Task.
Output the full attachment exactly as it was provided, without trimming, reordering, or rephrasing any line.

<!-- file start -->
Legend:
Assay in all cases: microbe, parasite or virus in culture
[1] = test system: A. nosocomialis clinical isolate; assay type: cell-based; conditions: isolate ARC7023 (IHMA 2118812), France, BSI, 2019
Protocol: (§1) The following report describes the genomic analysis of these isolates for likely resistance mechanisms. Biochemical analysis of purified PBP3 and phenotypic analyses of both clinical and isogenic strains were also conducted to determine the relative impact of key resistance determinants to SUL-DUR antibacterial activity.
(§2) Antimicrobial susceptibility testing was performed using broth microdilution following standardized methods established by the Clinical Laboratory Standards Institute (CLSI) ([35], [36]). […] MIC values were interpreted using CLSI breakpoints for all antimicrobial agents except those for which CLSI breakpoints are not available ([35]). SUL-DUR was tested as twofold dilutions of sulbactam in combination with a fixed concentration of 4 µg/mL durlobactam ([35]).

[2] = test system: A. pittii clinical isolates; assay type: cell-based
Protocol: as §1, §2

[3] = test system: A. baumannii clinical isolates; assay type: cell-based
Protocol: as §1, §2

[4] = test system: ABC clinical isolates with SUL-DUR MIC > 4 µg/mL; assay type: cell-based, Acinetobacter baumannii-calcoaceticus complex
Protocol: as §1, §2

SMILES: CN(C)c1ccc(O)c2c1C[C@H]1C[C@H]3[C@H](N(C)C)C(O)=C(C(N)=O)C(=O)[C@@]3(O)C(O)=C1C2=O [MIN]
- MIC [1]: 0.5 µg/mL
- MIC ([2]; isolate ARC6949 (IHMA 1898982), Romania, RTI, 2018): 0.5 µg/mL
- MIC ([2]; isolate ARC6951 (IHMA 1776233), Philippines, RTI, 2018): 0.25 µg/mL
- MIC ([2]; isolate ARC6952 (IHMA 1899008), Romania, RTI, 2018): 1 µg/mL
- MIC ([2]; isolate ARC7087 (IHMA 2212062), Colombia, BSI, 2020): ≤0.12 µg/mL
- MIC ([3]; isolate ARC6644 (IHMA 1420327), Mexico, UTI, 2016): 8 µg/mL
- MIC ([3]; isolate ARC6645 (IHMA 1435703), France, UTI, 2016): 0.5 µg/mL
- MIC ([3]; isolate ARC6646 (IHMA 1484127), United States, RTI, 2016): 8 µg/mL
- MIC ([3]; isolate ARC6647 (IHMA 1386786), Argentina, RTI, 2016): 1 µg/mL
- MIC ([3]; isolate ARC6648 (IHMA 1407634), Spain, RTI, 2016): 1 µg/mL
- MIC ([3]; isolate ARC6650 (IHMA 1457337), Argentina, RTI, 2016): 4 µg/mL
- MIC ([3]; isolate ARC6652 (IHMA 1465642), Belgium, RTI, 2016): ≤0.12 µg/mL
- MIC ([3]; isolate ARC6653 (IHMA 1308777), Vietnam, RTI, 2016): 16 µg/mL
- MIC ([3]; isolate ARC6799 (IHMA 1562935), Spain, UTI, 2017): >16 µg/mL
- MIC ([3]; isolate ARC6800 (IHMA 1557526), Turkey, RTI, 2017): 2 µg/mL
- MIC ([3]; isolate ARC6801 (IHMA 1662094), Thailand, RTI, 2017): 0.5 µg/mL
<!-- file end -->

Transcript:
Legend:
Assay in all cases: microbe, parasite or virus in culture
[1] = test system: A. nosocomialis clinical isolate; assay type: cell-based; conditions: isolate ARC7023 (IHMA 2118812), France, BSI, 2019
Protocol: (§1) The following report describes the genomic analysis of these isolates for likely resistance mechanisms. Biochemical analysis of purified PBP3 and phenotypic analyses of both clinical and isogenic strains were also conducted to determine the relative impact of key resistance determinants to SUL-DUR antibacterial activity.
(§2) Antimicrobial susceptibility testing was performed using broth microdilution following standardized methods established by the Clinical Laboratory Standards Institute (CLSI) ([35], [36]). […] MIC values were interpreted using CLSI breakpoints for all antimicrobial agents except those for which CLSI breakpoints are not available ([35]). SUL-DUR was tested as twofold dilutions of sulbactam in combination with a fixed concentration of 4 µg/mL durlobactam ([35]).

[2] = test system: A. pittii clinical isolates; assay type: cell-based
Protocol: as §1, §2

[3] = test system: A. baumannii clinical isolates; assay type: cell-based
Protocol: as §1, §2

[4] = test system: ABC clinical isolates with SUL-DUR MIC > 4 µg/mL; assay type: cell-based, Acinetobacter baumannii-calcoaceticus complex
Protocol: as §1, §2

SMILES: CN(C)c1ccc(O)c2c1C[C@H]1C[C@H]3[C@H](N(C)C)C(O)=C(C(N)=O)C(=O)[C@@]3(O)C(O)=C1C2=O [MIN]
- MIC [1]: 0.5 µg/mL
- MIC ([2]; isolate ARC6949 (IHMA 1898982), Romania, RTI, 2018): 0.5 µg/mL
- MIC ([2]; isolate ARC6951 (IHMA 1776233), Philippines, RTI, 2018): 0.25 µg/mL
- MIC ([2]; isolate ARC6952 (IHMA 1899008), Romania, RTI, 2018): 1 µg/mL
- MIC ([2]; isolate ARC7087 (IHMA 2212062), Colombia, BSI, 2020): ≤0.12 µg/mL
- MIC ([3]; isolate ARC6644 (IHMA 1420327), Mexico, UTI, 2016): 8 µg/mL
- MIC ([3]; isolate ARC6645 (IHMA 1435703), France, UTI, 2016): 0.5 µg/mL
- MIC ([3]; isolate ARC6646 (IHMA 1484127), United States, RTI, 2016): 8 µg/mL
- MIC ([3]; isolate ARC6647 (IHMA 1386786), Argentina, RTI, 2016): 1 µg/mL
- MIC ([3]; isolate ARC6648 (IHMA 1407634), Spain, RTI, 2016): 1 µg/mL
- MIC ([3]; isolate ARC6650 (IHMA 1457337), Argentina, RTI, 2016): 4 µg/mL
- MIC ([3]; isolate ARC6652 (IHMA 1465642), Belgium, RTI, 2016): ≤0.12 µg/mL
- MIC ([3]; isolate ARC6653 (IHMA 1308777), Vietnam, RTI, 2016): 16 µg/mL
- MIC ([3]; isolate ARC6799 (IHMA 1562935), Spain, UTI, 2017): >16 µg/mL
- MIC ([3]; isolate ARC6800 (IHMA 1557526), Turkey, RTI, 2017): 2 µg/mL
- MIC ([3]; isolate ARC6801 (IHMA 1662094), Thailand, RTI, 2017): 0.5 µg/mL